Daytona Beach & Volusia County
More than just gathering data, we're trying to capture elements that make each community distinctive.
Who Lives Here?
New Smyrna Beach
» Volusia County
White Non-Hispanic: 76.4%
The average age of the population varies greatly depending on the municipality; overall the median age of 42 is slightly older than the statewide average.
» The county is the 11th-most populous in Florida and the 11th-most densely populated.
» 88% of those 25 and older graduated from high school — a higher percentage than the state average; 22% have a bachelor’s degree or higher — a lower percentage than the state average.
» Only 12% speak a language other than English at home, compared to about 25% of the population statewide. Only 7% of the population is foreign-born, compared to nearly 20% statewide.
» Some 12.5% live below the poverty line.
» The age distribution of the county’s population is dumbbell-shaped, with residents evenly distributed between the two most populous age ranges of 25-34 and 60-69.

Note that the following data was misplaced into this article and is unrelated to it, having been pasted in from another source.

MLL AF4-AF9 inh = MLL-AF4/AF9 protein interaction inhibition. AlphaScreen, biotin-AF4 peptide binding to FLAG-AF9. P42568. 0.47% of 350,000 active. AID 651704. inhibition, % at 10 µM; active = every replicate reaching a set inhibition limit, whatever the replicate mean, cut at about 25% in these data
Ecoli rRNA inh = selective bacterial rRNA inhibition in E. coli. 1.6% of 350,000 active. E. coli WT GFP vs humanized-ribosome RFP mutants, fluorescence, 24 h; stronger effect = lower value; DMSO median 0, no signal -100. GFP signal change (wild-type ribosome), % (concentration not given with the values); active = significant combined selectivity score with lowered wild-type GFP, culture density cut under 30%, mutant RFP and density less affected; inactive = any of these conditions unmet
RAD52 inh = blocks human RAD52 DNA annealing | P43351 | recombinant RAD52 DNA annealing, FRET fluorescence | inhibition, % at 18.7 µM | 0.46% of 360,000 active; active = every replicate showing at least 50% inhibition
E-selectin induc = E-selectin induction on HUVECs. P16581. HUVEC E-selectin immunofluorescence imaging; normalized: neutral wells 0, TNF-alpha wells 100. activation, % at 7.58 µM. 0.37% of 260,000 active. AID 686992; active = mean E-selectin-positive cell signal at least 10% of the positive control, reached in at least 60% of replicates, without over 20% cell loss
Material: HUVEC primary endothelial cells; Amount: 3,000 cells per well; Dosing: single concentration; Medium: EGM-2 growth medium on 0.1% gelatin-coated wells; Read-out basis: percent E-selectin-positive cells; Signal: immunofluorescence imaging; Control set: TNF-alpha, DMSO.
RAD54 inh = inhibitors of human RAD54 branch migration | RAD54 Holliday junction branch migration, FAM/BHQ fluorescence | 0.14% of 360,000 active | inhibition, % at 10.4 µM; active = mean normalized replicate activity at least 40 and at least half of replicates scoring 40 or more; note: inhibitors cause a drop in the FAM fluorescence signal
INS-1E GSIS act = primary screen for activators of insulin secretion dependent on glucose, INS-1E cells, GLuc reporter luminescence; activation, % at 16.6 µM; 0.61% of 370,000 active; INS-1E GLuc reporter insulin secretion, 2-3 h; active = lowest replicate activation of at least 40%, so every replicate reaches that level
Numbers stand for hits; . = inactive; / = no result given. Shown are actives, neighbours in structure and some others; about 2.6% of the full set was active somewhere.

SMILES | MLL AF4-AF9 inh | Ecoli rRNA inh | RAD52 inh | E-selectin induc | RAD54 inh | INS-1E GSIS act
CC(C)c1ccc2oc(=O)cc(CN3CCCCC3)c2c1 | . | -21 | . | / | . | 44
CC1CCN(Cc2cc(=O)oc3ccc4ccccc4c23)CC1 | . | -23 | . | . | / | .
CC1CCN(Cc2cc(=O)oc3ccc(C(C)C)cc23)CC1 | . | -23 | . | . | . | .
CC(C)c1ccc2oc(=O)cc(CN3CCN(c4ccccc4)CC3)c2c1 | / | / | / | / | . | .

Downtown DeLand [Photo:Jeffrey Camp]
» Incorporated Communities
» Deltona (pop. 84,264) — Starting life in the 1960s as a Mackle brothers master-planned retirement community, Deltona has grown into the county’s largest town, with a young population — the median age is 32.4. Overwhelmingly suburban, Deltona is equidistant from Orlando and Daytona, and its residents work and play in both communities.
» Daytona Beach (65,208) — The center for tourism, educational and cultural activities in the region, Daytona Beach remains the county’s leading brand. You can drive on the beach, and you can listen to the London Symphony Orchestra, which has a longstanding relationship with the town and visits annually.
Historic neighborhood in DeLand
» Ormond Beach (40,832) — The community, once winter home to John D. Rockefeller, provides a less touristy, more peaceful beach experience than Daytona Beach. The Orlando Sentinel calls it a “local town with local flavor.”
» DeLand (27,123) — County seat and home to Stetson University, the town boasts a quaint, busy downtown and oak-shaded residential neighborhoods with a mixture of older and newer homes. The entire west Volusia area is rich in nature-related recreational opportunities.
» New Smyrna Beach (23,449) — The low-key tourist town is a famous surfing destination and has an active arts community. It’s also a big second-home market for many Orlando residents.
» Edgewater (21,394) — South of New Smyrna Beach, the town lies along the Indian River and is home to a boat builder and honey producer.
» DeBary (18,741) — Striving to retain a small-town identity, the southwestern Volusia town stretches from the St. Johns River to Deltona suburbia to the east.
New Smyrna Beach